Games like this show a weird dichotomy between pleasure and pain – the pleasure of completion starts with the merciless pain of learning, retrying, and understanding what you did wrong without getting frustrated. Overconfidence and saying ‘I know the level” never helps me – instead, I rush through the level and die because of it. I need to focus, to know it was my fault, and pick myself back up. Blaming the game (especially one as precise and excellent as this) never helps; it only hinders. The game doesn’t help me; I have to help myself through the challenge. MMZ isn’t going to give me a break, so I need to attack and defeat it with all my might.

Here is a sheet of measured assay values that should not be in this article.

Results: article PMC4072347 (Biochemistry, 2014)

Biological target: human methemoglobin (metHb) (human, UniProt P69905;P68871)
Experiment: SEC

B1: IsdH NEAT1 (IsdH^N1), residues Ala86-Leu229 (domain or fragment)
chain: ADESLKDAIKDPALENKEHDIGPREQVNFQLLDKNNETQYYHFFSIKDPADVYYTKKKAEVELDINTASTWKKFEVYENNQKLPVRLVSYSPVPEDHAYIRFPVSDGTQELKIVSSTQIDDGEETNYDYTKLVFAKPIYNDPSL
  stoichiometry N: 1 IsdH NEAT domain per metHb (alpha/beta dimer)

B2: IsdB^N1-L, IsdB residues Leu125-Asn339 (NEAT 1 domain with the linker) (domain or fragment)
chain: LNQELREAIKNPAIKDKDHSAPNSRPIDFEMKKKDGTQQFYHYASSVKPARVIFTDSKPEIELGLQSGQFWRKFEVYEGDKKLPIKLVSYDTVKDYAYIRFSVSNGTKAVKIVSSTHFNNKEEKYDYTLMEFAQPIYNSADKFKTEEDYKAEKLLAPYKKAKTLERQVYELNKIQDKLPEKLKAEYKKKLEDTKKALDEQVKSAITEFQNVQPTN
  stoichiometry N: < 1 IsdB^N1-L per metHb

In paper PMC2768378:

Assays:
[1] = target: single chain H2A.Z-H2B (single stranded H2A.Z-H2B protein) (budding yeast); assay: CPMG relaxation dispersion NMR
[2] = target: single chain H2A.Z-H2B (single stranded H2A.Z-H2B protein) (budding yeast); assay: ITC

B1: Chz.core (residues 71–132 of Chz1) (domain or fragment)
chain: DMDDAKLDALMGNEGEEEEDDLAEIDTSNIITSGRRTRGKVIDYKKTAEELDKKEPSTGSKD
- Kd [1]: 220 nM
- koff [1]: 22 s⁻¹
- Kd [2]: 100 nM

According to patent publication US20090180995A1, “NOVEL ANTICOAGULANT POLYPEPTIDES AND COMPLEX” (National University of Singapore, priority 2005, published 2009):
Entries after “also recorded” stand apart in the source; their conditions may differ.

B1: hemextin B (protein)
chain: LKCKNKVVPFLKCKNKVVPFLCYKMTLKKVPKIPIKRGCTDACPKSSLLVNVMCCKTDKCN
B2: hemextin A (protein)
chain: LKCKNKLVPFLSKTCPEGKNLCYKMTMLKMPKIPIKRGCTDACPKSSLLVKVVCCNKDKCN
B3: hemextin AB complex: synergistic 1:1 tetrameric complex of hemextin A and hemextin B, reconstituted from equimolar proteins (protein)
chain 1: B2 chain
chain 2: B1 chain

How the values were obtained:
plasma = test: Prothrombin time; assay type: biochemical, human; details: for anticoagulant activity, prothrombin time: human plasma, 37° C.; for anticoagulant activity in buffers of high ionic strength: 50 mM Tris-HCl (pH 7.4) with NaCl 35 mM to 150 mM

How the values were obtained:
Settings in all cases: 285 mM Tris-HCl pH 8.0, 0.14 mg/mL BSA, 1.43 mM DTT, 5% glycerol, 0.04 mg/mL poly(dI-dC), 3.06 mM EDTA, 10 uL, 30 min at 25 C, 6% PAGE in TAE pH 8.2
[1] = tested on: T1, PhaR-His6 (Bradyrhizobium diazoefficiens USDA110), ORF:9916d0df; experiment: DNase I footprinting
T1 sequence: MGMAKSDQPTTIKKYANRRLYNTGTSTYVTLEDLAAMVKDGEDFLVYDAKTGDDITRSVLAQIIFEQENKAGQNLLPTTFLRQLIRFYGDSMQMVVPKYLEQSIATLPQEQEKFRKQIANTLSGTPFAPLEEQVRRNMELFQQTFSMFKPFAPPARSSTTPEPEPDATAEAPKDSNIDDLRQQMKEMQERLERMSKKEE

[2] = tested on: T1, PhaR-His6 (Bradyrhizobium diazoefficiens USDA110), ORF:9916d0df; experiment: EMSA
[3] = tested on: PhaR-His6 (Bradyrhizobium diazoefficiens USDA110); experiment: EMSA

It’s not like your rank carries over to achievements or trophies, or that someone’s going to notice my perfect score run somewhere, but I want to do it. The developers don’t have to motivate me. The difficult obstacles they provide are reason enough to see how dastardly they get (the traditional Mega Man boss runs at the end must be rather hellish with my current stats).
There’s a good stubborness and a bad stubborness, far as I can tell. One persists without understanding; the other understands and persists with renewed fervor (so yes, it is “perseverance). The former, actually, may partially attribute to our imperfections and sinful nature. In Deuteronomy 29, Moses speaks to the people: